Connections with Public Key Crypto

Mark Miller observed an important conceptual link between capabilities and public key cryptography such as RSA. The map is that knowing the public key of a key pair, is like holding a capability to an object and thereby being able to send messages to the object, whereas knowing the private key of that key pair is like being that object so as to be able to decipher and interpret those messages.

One difference is that a capability is normally implemented to locate the intended object so as to efficiently deliver a message. There is not usually a presumption that knowing someone’s public key helps to find the person in order to deliver a message. Also it is usually thought that public keys need not be kept secret.

There is no sense of “non-repudiation” as provided by public key signature here. Diffie-Hellman can thus be used in place of RSA as non-repudiation is not required.

Some applications of the concept bridge from capabilities to crypto:

Some languages such as Joule and systems such as Mach (I think) separate the authority to receive messages from the identity of an object. I may pass you the authority to receive on a channel (Joule) or port (Mach), whereupon you will receive the messages. This is like multiple people knowing a private key.

This concept bridge is also useful in the design of distributed capability systems or distributed object systems. See Distribution.

Mixing the two schemes suggests the following. Imagine objects in an infrastructure where there is relatively reliable delivery service but no communications privacy. We want to build reliable systems. Each object chooses a key pair upon creation and disseminates a bundle consisting of the public key and a locator suitable to the infrastructure. This bundle serves as a capability to the new object. The bundle suffices to send a message to the object that only the object can read.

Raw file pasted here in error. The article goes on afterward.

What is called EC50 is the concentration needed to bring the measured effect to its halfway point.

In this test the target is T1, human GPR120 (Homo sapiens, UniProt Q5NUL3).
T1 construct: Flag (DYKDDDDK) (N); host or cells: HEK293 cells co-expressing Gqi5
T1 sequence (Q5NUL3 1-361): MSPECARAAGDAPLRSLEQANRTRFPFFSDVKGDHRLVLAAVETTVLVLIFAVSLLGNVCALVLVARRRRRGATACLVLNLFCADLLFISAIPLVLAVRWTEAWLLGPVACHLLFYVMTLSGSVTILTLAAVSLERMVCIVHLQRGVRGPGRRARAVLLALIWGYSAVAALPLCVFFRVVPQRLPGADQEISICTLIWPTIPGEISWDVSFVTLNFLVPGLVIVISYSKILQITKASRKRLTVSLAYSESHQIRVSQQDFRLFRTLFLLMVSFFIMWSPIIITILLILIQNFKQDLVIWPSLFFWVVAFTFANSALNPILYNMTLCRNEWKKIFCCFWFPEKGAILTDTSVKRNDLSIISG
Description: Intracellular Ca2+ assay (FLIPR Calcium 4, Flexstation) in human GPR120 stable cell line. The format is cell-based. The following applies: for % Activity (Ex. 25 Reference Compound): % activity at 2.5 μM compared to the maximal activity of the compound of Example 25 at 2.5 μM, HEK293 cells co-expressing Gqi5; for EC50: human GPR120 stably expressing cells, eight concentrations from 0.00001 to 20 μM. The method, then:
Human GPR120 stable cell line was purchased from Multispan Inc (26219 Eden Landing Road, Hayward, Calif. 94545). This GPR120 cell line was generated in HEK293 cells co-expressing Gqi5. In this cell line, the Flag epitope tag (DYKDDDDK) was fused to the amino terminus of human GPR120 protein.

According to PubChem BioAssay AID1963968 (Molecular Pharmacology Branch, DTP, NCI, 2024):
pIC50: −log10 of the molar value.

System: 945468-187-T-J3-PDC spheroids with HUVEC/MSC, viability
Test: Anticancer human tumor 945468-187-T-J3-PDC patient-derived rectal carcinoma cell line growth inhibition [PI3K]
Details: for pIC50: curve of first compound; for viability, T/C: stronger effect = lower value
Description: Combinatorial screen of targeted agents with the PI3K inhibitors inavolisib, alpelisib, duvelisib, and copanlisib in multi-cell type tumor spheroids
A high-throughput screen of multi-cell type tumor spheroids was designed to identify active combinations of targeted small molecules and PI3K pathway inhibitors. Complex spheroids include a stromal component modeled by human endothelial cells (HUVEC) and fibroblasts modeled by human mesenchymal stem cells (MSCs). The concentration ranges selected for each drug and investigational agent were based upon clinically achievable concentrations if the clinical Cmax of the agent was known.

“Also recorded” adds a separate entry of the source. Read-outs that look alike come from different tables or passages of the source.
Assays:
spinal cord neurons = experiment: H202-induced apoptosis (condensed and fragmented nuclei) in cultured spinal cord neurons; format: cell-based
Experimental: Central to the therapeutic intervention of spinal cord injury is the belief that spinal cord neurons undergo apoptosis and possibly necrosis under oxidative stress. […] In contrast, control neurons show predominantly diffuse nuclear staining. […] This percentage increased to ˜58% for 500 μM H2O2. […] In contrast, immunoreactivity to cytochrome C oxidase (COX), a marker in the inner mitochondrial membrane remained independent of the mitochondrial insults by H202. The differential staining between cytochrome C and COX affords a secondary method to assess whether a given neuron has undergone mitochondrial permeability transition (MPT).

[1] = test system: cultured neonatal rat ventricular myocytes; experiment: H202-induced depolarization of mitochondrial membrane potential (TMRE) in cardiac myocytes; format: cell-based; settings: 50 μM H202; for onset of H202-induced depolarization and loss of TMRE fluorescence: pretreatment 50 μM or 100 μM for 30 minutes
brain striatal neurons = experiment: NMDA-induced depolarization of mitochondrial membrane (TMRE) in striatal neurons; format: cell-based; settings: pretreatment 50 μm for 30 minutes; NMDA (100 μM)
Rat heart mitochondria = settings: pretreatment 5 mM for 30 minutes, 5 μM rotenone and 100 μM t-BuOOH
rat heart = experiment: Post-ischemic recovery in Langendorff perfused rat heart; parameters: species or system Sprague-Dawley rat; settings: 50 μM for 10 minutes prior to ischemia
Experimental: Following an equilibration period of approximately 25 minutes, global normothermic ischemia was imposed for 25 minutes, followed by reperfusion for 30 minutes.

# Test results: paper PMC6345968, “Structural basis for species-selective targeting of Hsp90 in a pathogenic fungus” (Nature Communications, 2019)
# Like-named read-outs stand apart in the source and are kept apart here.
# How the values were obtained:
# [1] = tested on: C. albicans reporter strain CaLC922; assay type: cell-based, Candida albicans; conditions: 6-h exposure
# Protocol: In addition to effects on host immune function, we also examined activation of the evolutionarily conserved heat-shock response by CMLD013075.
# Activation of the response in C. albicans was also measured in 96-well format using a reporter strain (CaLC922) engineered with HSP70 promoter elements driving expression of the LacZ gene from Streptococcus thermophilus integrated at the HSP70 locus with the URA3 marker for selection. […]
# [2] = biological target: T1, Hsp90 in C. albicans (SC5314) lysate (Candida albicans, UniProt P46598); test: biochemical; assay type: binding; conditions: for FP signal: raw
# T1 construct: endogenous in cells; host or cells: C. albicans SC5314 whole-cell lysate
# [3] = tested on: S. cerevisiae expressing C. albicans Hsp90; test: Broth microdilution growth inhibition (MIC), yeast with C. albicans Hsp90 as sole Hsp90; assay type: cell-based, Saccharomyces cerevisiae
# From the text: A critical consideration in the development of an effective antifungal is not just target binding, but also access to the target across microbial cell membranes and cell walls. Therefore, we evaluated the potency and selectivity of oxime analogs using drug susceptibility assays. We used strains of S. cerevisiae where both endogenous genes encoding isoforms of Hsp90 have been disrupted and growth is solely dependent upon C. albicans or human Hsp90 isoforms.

A variation on the above bundle it to bundle the locator with a hash of the public key, perhaps the key’s standard fingerprint. Perhaps a 70 bit hash will do if there are no birthday attacks. Otherwise about 140 bits might be needed. There is a latency penalty here as X, the bundle holder, must first send a message to Y, the private key holder, to get the public key of Y. This message can include X’s public key so as to protect Y’s public key in the return message. I assume here that objects have public keys with which they make such queries that are distinct from the public keys whose dissemination controls who is permitted to ask service of an object. The fingerprint becomes the authority to invoke the object. If elliptic curve public keys are as small as promised then this scheme has little to recommend it.


Sealing and unsealing present another pattern even more like public key crypto. Both public key patterns, secrets and signatures, have matching sealer analogs:
If the sealer is closely held and the matching unsealer is more broadly held then box contents can be ascribed to the code with the sealer by anyone with an unsealer. Holding the sealer closely has the same incentives as holding the private crypto key closely. This is a form of non-repudiation. Morris hints at this in his paper.
For the Eyes of …
A broad collection of code, that holds a sealer, is able to prepare objects so that only a narrow collection of code that holds the matching unsealer can access those objects. For better or worse delivery is a separate matter, and that makes the sealer pattern even more like public key crypto.
This is a different sort of isomorphism between public key crypto and capabilities.

Assume a system with mailboxes for each of which there is a capability to withdraw messages, and a different capability to insert messages. Each mailbox has an internal message queue. Some capability systems bottom out this way. The isomorphism with sealers is closer in this case, but the mailboxes arrange for delivery while the sealers do not. Just now it is not clear to me whether one can be built on the other.

There is some math to be done here.

See this and this.